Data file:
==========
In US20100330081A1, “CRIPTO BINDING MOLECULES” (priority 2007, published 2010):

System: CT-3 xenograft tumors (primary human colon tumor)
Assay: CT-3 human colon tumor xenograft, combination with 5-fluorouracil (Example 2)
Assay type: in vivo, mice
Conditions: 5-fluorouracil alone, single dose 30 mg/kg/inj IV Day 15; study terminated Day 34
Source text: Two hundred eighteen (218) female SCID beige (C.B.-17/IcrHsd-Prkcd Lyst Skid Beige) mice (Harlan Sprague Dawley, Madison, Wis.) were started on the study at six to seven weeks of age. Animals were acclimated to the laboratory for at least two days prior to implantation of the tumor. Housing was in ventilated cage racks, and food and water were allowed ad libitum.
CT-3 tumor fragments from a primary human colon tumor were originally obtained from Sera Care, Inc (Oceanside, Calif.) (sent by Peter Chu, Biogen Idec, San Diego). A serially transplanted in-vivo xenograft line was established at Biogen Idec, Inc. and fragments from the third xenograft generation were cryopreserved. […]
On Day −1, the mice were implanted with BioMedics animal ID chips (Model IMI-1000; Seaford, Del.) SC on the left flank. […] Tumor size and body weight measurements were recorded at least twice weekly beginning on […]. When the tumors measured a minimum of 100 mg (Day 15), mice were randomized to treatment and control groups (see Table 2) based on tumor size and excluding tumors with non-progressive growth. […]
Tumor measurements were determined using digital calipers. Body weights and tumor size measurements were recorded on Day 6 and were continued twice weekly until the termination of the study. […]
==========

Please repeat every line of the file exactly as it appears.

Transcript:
In US20100330081A1, “CRIPTO BINDING MOLECULES” (priority 2007, published 2010):

System: CT-3 xenograft tumors (primary human colon tumor)
Assay: CT-3 human colon tumor xenograft, combination with 5-fluorouracil (Example 2)
Assay type: in vivo, mice
Conditions: 5-fluorouracil alone, single dose 30 mg/kg/inj IV Day 15; study terminated Day 34
Source text: Two hundred eighteen (218) female SCID beige (C.B.-17/IcrHsd-Prkcd Lyst Skid Beige) mice (Harlan Sprague Dawley, Madison, Wis.) were started on the study at six to seven weeks of age. Animals were acclimated to the laboratory for at least two days prior to implantation of the tumor. Housing was in ventilated cage racks, and food and water were allowed ad libitum.
CT-3 tumor fragments from a primary human colon tumor were originally obtained from Sera Care, Inc (Oceanside, Calif.) (sent by Peter Chu, Biogen Idec, San Diego). A serially transplanted in-vivo xenograft line was established at Biogen Idec, Inc. and fragments from the third xenograft generation were cryopreserved. […]
On Day −1, the mice were implanted with BioMedics animal ID chips (Model IMI-1000; Seaford, Del.) SC on the left flank. […] Tumor size and body weight measurements were recorded at least twice weekly beginning on […]. When the tumors measured a minimum of 100 mg (Day 15), mice were randomized to treatment and control groups (see Table 2) based on tumor size and excluding tumors with non-progressive growth. […]
Tumor measurements were determined using digital calipers. Body weights and tumor size measurements were recorded on Day 6 and were continued twice weekly until the termination of the study. […]